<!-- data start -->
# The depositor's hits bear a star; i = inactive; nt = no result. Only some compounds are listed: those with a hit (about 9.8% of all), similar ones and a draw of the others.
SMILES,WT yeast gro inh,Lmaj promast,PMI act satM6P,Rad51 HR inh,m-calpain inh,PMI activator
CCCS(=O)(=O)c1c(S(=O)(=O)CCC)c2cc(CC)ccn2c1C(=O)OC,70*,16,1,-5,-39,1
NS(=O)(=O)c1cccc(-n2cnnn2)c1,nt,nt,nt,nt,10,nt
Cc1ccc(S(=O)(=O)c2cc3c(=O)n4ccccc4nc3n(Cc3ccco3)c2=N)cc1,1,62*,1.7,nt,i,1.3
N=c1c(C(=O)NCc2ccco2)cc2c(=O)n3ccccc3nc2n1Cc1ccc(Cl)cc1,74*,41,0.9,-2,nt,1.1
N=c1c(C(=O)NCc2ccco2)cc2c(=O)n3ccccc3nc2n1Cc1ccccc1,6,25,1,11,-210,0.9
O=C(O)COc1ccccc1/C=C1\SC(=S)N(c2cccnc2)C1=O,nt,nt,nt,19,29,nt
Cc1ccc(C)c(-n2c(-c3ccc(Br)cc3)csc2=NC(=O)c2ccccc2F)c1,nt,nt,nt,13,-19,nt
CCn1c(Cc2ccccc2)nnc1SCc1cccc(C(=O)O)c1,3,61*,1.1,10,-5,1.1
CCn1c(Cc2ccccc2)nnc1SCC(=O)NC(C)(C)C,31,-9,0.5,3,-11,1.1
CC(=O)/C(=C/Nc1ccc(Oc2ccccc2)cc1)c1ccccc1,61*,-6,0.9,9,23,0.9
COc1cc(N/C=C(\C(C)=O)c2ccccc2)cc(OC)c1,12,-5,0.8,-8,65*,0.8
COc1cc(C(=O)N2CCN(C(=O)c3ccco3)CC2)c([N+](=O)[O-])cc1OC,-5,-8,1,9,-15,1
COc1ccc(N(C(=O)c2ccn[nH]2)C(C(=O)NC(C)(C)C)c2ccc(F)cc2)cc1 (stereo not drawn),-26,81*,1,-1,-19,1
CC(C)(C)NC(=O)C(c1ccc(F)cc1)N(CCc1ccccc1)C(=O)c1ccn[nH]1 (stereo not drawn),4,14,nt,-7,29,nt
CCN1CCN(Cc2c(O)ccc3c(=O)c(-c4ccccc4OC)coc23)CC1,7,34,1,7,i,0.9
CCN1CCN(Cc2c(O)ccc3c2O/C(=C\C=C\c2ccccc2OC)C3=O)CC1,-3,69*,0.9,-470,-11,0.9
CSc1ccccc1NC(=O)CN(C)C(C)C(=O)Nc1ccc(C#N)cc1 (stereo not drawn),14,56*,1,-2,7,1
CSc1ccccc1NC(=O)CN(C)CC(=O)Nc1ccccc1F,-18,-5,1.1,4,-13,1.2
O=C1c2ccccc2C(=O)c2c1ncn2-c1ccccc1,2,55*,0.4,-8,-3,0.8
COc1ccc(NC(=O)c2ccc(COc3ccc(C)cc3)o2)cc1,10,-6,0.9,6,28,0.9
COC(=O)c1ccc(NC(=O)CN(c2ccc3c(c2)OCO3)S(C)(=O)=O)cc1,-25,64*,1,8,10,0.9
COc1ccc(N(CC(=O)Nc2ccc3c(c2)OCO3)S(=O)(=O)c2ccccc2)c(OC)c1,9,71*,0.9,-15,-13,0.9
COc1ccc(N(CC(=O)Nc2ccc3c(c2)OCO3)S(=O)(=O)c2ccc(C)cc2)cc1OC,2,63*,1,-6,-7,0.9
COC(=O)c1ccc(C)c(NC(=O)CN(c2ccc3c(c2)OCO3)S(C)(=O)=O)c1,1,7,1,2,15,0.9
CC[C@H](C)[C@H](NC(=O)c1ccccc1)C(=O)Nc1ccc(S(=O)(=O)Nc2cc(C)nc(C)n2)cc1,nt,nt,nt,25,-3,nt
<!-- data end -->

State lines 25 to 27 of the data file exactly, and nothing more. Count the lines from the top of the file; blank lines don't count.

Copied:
COc1ccc(N(CC(=O)Nc2ccc3c(c2)OCO3)S(=O)(=O)c2ccc(C)cc2)cc1OC,2,63*,1,-6,-7,0.9
COC(=O)c1ccc(C)c(NC(=O)CN(c2ccc3c(c2)OCO3)S(C)(=O)=O)c1,1,7,1,2,15,0.9
CC[C@H](C)[C@H](NC(=O)c1ccccc1)C(=O)Nc1ccc(S(=O)(=O)Nc2cc(C)nc(C)n2)cc1,nt,nt,nt,25,-3,nt